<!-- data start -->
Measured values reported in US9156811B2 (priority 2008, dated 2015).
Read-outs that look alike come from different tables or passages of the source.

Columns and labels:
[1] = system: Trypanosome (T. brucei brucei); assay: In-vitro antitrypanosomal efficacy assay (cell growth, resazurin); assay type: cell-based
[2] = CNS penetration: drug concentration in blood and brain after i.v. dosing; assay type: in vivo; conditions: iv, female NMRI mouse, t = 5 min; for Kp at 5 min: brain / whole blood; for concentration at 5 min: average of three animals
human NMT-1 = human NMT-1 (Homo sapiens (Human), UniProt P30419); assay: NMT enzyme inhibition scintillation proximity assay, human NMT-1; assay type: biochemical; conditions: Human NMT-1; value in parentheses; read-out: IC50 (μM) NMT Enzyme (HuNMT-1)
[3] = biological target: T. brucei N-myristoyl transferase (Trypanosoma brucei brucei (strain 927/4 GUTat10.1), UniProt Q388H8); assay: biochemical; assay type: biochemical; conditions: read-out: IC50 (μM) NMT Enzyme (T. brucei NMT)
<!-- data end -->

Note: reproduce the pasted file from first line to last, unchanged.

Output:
Measured values reported in US9156811B2 (priority 2008, dated 2015).
Read-outs that look alike come from different tables or passages of the source.

Columns and labels:
[1] = system: Trypanosome (T. brucei brucei); assay: In-vitro antitrypanosomal efficacy assay (cell growth, resazurin); assay type: cell-based
[2] = CNS penetration: drug concentration in blood and brain after i.v. dosing; assay type: in vivo; conditions: iv, female NMRI mouse, t = 5 min; for Kp at 5 min: brain / whole blood; for concentration at 5 min: average of three animals
human NMT-1 = human NMT-1 (Homo sapiens (Human), UniProt P30419); assay: NMT enzyme inhibition scintillation proximity assay, human NMT-1; assay type: biochemical; conditions: Human NMT-1; value in parentheses; read-out: IC50 (μM) NMT Enzyme (HuNMT-1)
[3] = biological target: T. brucei N-myristoyl transferase (Trypanosoma brucei brucei (strain 927/4 GUTat10.1), UniProt Q388H8); assay: biochemical; assay type: biochemical; conditions: read-out: IC50 (μM) NMT Enzyme (T. brucei NMT)